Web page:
I shall not need to transcribe and follow the progress of this argumentation; the observation of the fallacies before mentioned will help the meanest capacity to unravel the sophistry of the whole. The close only of it may seem to deserve more particular consideration. So, then, it proceedeth: “The unchangeableness assumed by God himself unto himself in the work in hand, 'I am the LORD, I change not,' is, I conceive, that which is found in him in respect of his decrees; the reason is, because it is assigned by him as the reason why they were not utterly destroyed: 'I am the LORD, I change not; therefore ye sons of Jacob are not consumed. In the beginning of the chapter he did declare unto them his purpose and decree of sending his only-begotten Son, whom he there calls "The messenger of the covenant,' unto them. He predicteth, verses 3, 4, the happy fruit or consequence of that his sending, in reference to their nation and posterity. To the unchangeableness of this his decree he assigns the patience which he had for a long time exercised towards them under their great and continued provocations; whereby he implies, chat if he could have been turned out of the way of his decree concerning the sending of his Son unto them in their posterity, they would have done it by the greatness of their sins. But insomuch as this his decree, or himself in this his decree, was unchangeable, and it must have been changed in case they had been all destroyed, for the decree was for the sending to their nation and posterity, ‘hence,' saith he, 'it comes to pass, that though your sins otherwise abundantly have deserved it, yet I have spared you from a total ruin. Therefore, in these two last Scripture arguments, there is every whic as much, or rather more, against than for the common doctrine of perseverance.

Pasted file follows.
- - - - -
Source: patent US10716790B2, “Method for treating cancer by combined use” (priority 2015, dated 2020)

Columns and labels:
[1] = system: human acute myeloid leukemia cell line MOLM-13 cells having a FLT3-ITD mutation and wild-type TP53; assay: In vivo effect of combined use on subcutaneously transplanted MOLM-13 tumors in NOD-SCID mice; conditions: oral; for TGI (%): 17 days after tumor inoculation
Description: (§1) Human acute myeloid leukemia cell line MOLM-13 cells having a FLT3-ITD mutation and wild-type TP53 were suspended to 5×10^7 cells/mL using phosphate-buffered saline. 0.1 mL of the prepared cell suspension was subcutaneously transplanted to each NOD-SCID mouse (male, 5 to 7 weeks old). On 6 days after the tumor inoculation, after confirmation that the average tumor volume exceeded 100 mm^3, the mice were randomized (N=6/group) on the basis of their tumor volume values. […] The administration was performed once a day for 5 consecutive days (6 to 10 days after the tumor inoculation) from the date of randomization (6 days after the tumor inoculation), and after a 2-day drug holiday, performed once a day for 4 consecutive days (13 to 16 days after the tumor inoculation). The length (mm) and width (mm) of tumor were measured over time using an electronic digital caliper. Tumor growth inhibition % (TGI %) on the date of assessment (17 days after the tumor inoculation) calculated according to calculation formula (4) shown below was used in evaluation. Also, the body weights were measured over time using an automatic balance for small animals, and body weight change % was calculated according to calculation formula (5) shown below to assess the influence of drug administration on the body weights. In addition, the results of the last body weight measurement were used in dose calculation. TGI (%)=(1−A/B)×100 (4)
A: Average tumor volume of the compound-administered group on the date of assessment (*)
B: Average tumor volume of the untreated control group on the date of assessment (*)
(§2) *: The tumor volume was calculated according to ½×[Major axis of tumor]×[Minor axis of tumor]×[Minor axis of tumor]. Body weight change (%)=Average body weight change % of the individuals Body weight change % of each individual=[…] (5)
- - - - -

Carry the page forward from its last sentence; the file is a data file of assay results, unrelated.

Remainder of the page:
Ans. That the unchangeableness of God, which is mentioned in this text, hath relation to the decrees of God is granted; whatever, then, God purposeth or decreeth is put upon a ce-tainty of accomplishment upon the account of his unchangeableness. There may be some use hereafter made of this concession, when,
the evasions that will be used about the objects as those decrees and their conditionality will scarce waive the force of our arguing from it. For the present, though I willingly embrace the assertion, yet I cannot assent to the analysis of that place of Scripture which is introduced as the reason of it. The design if the Lord in that place hath been before considered. That the cousolation here intended is only this, that whereas God purposed to send the Lord Christ to the nation of the Jews, which he would certainly fulfil and accomplish, and therefore did not, nor coud, utterly destroy them, will scarcely be evinced to the judgment of any one who shall consider the business in hand with so much Lberty of spirit as to cast an eye upon the Scripture itself. That afer the rehearsal of the great promise of sending his Son in the flesh to that people, he distinguisheth them into his chosen ones and tiose rejected, his remnant and the refuse of the nation, being the main body thereof, threatening destruction to the latter, but engaging himself into a way of mercy and love towards the former, hath been declared. To assure the last of his continuance in these thoughts and purposes of his good-will towards them, he minds them of his unchangeableness in all such purposes, and particularly encourages them to rest upon it in respect of his love towards themselves. That God intended to administer con